Time will tell if Dershowitz’s model will work here. Companies send call-center and data processing work to the Philippines because labor costs are lower. Why choose a higher-priced option here?
Dershowitz believes some potential clients need a domestic center and will like the optics of patronizing a hard-pressed neighborhood in Philadelphia. They might be willing to pay a premium as part of a vendor and minority contracting business social impact program.
He thinks his starting pay of $12.20 an hour, nearly $5 an hour above the $7.25 minimum wage, will attract workers. The $12.20 rate is also the minimum wage required in contracts with the city of Philadelphia.
Yes, Amazon is paying $15 an hour, “but you have to get to the warehouses,” he says. “You have to look at the economics of where people are living and help them have a good living within those conditions,” he says.
In Philadelphia, $12.20 an hour for a full-time worker hovers at the living wage amount needed to support one adult without children. It is not enough to support a family, or to save money for emergencies, education or a home. In Kensington, where rents are cheaper, the wage may go further. But will it go far enough?
“My vision for Rethink Staffing is that we seek to reduce global poverty and economic insecurity by creating sustainable middle-class employment, eventually growing a new generation of capital owners from wage earners,” Dershowitz says.
“In the developing world, our model is new” to the employees there, Dershowitz says. Most of his Filipino employees, he says, have moved into the middle class and support families on what they earn. “What we present to our clients is not new. They know we’re having a social impact. Here, it is a new product. I call it urban sourcing, not outsourcing.”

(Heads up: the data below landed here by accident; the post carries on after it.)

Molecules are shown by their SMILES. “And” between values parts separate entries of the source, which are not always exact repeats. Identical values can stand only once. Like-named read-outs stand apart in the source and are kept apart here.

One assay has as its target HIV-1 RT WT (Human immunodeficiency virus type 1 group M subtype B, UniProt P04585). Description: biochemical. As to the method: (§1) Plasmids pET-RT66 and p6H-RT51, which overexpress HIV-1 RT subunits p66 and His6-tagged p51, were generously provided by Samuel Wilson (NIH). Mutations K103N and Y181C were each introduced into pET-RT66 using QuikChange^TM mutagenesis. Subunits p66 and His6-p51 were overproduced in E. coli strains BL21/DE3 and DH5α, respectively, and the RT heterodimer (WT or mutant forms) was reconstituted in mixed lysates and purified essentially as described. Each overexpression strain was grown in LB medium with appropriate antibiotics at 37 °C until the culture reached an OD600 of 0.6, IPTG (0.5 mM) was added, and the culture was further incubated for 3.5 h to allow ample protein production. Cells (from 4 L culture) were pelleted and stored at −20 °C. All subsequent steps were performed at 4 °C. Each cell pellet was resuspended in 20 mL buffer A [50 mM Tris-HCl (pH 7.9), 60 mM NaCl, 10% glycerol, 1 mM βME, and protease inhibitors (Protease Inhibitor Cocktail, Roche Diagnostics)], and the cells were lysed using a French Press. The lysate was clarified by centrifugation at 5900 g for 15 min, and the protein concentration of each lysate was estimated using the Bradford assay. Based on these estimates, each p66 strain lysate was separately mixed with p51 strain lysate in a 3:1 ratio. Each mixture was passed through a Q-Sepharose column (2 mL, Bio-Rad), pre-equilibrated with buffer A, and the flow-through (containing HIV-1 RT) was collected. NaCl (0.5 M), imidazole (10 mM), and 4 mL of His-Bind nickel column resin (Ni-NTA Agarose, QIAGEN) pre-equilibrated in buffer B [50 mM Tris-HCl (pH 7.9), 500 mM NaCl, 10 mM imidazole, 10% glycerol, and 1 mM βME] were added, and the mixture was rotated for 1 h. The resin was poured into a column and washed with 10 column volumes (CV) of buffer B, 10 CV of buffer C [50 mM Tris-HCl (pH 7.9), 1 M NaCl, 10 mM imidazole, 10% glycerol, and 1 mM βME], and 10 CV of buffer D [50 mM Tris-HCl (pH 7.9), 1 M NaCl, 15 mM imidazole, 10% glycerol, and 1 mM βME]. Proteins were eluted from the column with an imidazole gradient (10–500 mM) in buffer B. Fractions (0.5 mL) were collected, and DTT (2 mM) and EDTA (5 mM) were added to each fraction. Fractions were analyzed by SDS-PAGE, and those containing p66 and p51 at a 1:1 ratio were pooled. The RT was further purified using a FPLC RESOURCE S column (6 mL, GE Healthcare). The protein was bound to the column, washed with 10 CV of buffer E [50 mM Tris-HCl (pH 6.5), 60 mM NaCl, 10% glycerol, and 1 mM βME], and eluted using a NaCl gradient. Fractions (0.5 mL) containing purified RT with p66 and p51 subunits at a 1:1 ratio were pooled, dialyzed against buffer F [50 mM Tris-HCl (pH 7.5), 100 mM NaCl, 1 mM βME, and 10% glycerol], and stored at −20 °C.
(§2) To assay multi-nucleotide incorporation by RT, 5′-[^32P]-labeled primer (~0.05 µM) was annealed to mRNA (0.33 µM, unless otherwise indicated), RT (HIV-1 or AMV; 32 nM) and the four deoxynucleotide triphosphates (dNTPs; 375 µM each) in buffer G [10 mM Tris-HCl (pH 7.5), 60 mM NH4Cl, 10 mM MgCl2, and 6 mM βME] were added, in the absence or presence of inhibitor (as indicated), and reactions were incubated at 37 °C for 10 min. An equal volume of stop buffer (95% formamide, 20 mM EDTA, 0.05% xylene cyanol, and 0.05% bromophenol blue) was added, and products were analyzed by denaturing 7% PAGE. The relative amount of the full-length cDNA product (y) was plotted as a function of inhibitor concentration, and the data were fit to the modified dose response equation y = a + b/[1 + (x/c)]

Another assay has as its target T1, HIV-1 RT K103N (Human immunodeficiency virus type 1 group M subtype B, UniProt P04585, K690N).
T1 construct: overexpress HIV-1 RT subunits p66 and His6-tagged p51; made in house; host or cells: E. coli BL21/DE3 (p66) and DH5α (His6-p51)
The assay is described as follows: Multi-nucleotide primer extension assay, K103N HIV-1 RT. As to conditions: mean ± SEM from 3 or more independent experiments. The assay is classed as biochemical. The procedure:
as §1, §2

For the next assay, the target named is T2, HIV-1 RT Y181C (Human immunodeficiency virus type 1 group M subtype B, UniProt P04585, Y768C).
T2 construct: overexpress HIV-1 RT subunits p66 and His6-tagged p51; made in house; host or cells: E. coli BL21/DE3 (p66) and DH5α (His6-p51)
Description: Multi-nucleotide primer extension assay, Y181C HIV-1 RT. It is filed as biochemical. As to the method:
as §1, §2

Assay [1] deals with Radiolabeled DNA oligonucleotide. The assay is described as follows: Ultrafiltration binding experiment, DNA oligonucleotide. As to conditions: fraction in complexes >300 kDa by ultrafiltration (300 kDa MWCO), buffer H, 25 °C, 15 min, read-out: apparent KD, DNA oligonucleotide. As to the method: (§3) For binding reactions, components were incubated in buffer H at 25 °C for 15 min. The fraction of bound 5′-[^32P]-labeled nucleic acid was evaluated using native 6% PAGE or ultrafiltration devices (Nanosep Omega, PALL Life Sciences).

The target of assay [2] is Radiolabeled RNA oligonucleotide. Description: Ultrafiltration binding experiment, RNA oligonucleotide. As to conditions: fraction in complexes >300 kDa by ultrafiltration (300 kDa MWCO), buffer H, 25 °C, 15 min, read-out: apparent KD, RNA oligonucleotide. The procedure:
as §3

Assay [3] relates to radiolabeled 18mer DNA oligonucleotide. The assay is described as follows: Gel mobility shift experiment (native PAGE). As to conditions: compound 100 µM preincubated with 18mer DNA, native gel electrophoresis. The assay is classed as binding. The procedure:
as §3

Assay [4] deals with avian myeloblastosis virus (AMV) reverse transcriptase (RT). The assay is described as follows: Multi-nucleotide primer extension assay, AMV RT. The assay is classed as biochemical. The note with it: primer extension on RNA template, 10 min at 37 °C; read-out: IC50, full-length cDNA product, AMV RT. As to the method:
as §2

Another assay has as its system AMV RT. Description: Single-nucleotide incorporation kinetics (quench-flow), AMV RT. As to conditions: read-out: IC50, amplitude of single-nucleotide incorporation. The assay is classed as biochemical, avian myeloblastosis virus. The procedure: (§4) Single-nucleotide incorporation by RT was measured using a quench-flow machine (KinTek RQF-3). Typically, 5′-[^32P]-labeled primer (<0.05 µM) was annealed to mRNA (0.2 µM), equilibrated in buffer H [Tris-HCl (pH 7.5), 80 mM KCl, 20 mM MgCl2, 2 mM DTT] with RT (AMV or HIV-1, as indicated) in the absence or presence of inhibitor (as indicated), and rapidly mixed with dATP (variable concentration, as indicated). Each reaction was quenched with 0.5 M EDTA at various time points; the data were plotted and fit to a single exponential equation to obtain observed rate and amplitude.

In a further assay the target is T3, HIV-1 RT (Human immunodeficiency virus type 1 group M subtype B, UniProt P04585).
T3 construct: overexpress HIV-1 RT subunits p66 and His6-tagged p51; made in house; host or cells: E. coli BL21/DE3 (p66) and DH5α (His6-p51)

Still, only time will tell if he can make the margins work for his business. Dershowitz says he’ll initially charge clients $19.50 an hour, which he says is low for the industry. Typically, he and most others charge $22 to $24 an hour for a $12.20-an-hour U.S. employee. The $7.30 per-hour margin he’ll initially earn needs to fund health insurance, payroll taxes and insurances, recruitment, training, rent, equipment, utilities and, yes, profit.
Profit, though, is unlikely at $19.50 an hour. “We’ll probably do the first client as a loss-leader,” he says. If, that is, he gets a first client; nothing’s signed yet.
Unknown is whether he’ll find qualified talent willing to stay on the job; manufacturing employers in Northeast Philadelphia routinely complain about high turnover and the inability to hire workers who test clean for drugs. Dershowitz says he has turned to Philadelphia Works, the city’s employment arm, to help him recruit. He has also reached out to nonprofits who work with people on public assistance or returning from prison. In total, he plans to provide around 180 jobs through ReThink Staffing.
“Here in Philadelphia, it’s a new industry,” he says.
Dershowitz’s modest goal of breaking even wouldn’t be possible if it weren’t for Kensington, where the overhead is cheap.
“We structured the lease so that when he does well, we’ll do well,” says Jeff Kahn, a principal at B Corporation Shift Capital, which owns the former factory, MaKen Studios South. Shift bought it for a low price, so can afford to give Dershowitz a break. Kahn says Dershowitz’s mission parallels Shift’s of bringing jobs to a hard-pressed area based on lower real estate costs
“The world’s changing,” Kahn says. “I think there is a renewed interest in urban problems. Everybody has rushed into the cities and now we have to figure out how to make them work.”
For Dershowitz, it’s a big experiment. But he also has no doubt that it is what he should be doing.
“It has to be rich white guys like me from Bryn Mawr,” he says. “It has to be guys like me deciding to make a difference.”